Campaigners from Heathrow, Gatwick and London City airports today delivered a joint letter to Patrick McLoughlin, the Secretary of State for Transport, demanding a voice for residents in flight path changes which are expected to be introduced over the next few years. Campaigners have asked for a meeting with the Transport Secretary.
Read the letter here: Gatwick Heathrow and City Airport Flight Path Letter to DfT
The move followes anger from residents at the changes to flight paths which have taken place over the last couple of years. Protest groups have sprung up around Gatwick in response to the changes to both arrival and departure routes. The recent trials at Heathrow sparked a record number of complaints. And in East London furious residents staged public meetings at not being proper consulted about London City’s proposals to concentrate flight paths.
The airspace changes are part of a Europe-wide programme to make more effective use of airspace and are now impacting the whole of the UK. They are designed to enable airlines to save fuel, to allow aircraft to land at and depart from airports more efficiently. In the UK Gatwick and London City have been earmarked as first in line for the changes. Heathrow is expected to have its changes in place by 2019 with national changes by 2020.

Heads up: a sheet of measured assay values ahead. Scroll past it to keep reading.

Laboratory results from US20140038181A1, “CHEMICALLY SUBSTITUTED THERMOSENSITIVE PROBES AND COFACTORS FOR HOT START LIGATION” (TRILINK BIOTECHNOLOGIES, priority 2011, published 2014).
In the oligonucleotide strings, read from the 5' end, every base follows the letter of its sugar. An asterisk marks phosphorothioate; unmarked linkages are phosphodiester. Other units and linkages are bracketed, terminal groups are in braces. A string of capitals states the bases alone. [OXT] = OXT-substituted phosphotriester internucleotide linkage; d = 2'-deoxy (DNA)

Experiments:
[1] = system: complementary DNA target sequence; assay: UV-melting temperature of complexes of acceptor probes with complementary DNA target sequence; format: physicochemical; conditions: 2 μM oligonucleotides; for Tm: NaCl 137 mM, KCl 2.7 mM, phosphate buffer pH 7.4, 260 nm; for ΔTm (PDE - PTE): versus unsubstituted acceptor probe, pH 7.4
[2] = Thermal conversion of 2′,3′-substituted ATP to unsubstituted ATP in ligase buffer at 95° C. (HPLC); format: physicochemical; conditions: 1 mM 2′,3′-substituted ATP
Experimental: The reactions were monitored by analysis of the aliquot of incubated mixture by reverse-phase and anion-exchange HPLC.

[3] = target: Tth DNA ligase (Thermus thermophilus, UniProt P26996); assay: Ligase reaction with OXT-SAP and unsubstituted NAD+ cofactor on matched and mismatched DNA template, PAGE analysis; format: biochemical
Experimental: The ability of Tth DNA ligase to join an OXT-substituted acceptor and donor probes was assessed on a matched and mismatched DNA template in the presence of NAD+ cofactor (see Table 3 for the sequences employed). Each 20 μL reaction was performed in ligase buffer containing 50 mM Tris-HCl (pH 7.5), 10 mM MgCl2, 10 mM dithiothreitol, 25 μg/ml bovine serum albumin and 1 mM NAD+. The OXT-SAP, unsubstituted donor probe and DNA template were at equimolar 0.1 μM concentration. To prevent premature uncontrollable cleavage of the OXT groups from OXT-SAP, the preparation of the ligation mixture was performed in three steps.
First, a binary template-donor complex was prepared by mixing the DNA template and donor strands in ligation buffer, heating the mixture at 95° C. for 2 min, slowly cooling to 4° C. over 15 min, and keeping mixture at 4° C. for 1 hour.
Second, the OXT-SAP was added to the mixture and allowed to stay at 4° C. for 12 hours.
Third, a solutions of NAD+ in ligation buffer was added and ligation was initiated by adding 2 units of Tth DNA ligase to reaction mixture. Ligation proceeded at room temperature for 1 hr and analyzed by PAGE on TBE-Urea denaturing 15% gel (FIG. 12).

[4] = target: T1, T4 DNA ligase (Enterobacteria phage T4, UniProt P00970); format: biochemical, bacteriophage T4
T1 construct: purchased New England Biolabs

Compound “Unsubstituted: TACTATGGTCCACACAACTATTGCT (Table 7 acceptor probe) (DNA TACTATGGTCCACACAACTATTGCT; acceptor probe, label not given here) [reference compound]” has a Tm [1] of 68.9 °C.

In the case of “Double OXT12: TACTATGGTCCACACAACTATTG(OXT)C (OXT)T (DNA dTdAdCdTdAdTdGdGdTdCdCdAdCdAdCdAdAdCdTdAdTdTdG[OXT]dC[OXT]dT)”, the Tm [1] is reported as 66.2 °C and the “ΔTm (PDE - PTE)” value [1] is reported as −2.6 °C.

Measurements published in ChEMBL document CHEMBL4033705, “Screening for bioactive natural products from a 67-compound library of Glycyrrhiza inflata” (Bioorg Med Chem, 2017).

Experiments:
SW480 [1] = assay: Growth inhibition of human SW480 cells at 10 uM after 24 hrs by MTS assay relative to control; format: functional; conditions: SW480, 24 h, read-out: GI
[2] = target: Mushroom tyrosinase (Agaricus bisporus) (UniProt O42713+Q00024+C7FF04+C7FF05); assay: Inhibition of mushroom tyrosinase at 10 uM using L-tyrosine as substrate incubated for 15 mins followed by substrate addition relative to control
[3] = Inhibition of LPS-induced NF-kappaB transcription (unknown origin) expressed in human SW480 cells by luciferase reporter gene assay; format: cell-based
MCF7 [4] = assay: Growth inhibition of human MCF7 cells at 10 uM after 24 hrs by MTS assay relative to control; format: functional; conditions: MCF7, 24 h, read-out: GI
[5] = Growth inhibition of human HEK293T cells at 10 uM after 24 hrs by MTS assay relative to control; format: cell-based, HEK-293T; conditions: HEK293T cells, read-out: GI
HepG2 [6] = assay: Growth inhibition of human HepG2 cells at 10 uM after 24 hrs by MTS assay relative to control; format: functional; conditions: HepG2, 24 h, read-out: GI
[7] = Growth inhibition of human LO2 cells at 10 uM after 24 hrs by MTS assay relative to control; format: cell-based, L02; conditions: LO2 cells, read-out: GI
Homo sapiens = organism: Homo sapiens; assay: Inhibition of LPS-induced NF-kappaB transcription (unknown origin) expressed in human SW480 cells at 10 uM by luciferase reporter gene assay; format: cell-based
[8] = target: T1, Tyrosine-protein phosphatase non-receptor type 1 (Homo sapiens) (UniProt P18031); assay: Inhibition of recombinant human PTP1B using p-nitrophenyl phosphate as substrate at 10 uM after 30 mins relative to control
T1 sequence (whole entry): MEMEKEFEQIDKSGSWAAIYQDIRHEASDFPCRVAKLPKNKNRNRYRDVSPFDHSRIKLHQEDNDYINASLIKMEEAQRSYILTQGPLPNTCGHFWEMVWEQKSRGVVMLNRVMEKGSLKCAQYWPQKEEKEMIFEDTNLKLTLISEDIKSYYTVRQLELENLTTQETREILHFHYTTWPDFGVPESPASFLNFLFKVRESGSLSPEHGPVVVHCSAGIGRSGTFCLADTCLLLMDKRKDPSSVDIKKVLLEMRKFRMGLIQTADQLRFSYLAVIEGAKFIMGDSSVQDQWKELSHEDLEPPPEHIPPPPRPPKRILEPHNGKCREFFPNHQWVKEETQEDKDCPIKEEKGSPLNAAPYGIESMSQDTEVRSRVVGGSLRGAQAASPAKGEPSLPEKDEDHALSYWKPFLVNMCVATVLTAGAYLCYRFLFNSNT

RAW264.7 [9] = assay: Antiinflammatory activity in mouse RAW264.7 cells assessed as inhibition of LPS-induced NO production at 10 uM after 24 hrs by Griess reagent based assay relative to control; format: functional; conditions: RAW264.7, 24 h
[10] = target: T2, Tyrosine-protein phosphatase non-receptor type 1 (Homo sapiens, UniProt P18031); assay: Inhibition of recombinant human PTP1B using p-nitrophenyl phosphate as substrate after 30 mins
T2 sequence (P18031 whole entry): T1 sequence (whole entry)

Residents fear that the changes will result in excessive concentration of aircraft along selected routes. They are particularly critical of NATS (National Air Traffic Control) and the CAA (Civil Aviation Authority), the two organizations who are driving the changes.
John Stewart, who chairs HACAN, the organisation which gives a voice to residents under the Heathrow flight paths, said, “NATS and CAA are remote from residents. They plan these flight path changes in their hi-tec ivory towers. Our letter to the Transport Secretary contains positive proposals for flight paths that could work for both the industry and for residents. They involve providing all residents with some respite from the noise. HACAN is actively engaging with Heathrow to see what can be done. But it does require NATS and the CAA to play ball”.
Stewart added, “London City Airport have been much less willing to engage with us and seem content to simply do what NATS asks them even if it means the creation of noise ghettos.”